Day 2. I was able to see all four baby robins, but they are really very snuggled together. Today was chilly and rainy. I expected to see them eating today, but mostly they slept. I try to only look in the nest in the morning and night so that they are not disturbed too much, but really, every time someone leaves the house, the mother flies to the nearby tree and leaves the nest for a few minutes.
We have baby robins again this year! Last year I documented the 12 days of their development from hatching to leaving the nest. You can look through the archive here (reverse order of date, so scroll down to see the earlier images).
From the ScienceOnline website:
As a young nonprofit, we are charged with demonstrating broad public support for our organization so that we can maintain our 501(c)(3) status. So, in addition to seeking larger individual donations, and applying for grants, we need donations from a broad donor base. Here’s how we can do that. We are asking for donations of $20.14 from 2,014 individuals before the beginning of the year 2014. Will you be one of the 2,014?
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ScienceOnline® is a non-profit organization that facilitates conversations, community, and collaborations at the intersection of Science and the Web. We do this through online networks, face-to-face events (both global and grassroots), and projects such as ScienceSeeker (our online tool to find science content on the web) and The Open Laboratory (our annual anthology of the best science writing online).
Our conferences bring together scientists, journalists, and other stakeholders for meaningful conversation so they can build trust and learn to understand each other. This results in better communication about the science to the public and to policymakers – from both the journalist and the researcher.
We build and support this community that encourages one another, networks, brainstorms, mentors, learns and is generous about sharing data and information. This results in joint projects, leads for job opportunities, and information about potential funding sources.
We enable connections between researchers in diverse fields of science by bringing them out of their specialized conferences and tapping into their shared experience of using the internet to do and communicate science online.
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In January 2013, we had 450 attendees present at our annual conference (we keep attendance small to ensure good interaction). But there are currently 5,699 unique Twitter users who continue the conversation online with the conference hashtag! This community stays in touch via the hashtag all year.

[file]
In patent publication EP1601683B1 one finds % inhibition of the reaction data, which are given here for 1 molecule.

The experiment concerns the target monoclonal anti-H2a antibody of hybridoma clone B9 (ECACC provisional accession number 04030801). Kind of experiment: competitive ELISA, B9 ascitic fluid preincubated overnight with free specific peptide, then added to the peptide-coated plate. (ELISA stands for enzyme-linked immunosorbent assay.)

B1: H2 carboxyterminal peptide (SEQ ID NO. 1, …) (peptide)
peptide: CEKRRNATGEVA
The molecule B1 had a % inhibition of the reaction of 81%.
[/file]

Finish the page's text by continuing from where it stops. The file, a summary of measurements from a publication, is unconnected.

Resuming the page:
We are looking for ways to include more people in the conversations about science communication and doing science on the web. There are three areas we are currently working on: local satellite groups (both in the US and abroad); regional events and topical events (e.g. ScienceOnline Climate in DC in August, ScienceOnline Oceans in Miami in October), and resource tools for professional development.
This year we also added 24 global Watch Parties to our flagship conference, multiplying the number of people adding content to the conversation. We are looking to increase our global reach with creative ways to include distant groups.
Our website maintains an archive of videos captured from our various events so that we can serve and empower the community with an ongoing, free, resource.
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If you know me, you know I love tiny things. This little silver kaleidoscope was a gift and it is a treasure. It has real glass & gem pieces that create the delicate, colorful images which are amazing when you consider that the diameter of the kaleidoscope is only 4mm. But you don’t have to take my word for it, take a look yourself (via my iPhone!).
It’s amazing how much detail you can see when you look closely! It looks like we have some birds trying to build a nest near our porch again. If so, we’ll try to follow them as they lay eggs and hatch the baby birds (see last year’s robins).
Earlier this month I had another chance to try my hand at photographing snow crystals with my iPhone and a macro lens. I’ve tried several iPhone macro lens attachments, but I have to say I’ve had the best success with the very simple Easy-Macro Lens. It’s basically a special rubber band with a lens embedded in it. This means the lens can be used with any smartphone… and even my iPad. So, on to the results!
These are the snow crystals from my visit to Ithaca, NY at the end of December (2012). I used a black scarf to collect the falling crystals, then I moved into an open bay of the garage (cold, but no more snow falling on me). I identified snow crystals that seemed like good candidates, then got my iPhone and lens REAL close. I had forgotten my tripod, so I steadied the phone with a box.
Pretty cool, huh?
(Next time it snows, I’m set. I’ve got my lens, my tripod ready, and some pretty amazing crystal micro-mounts from my brother-in-law Rob)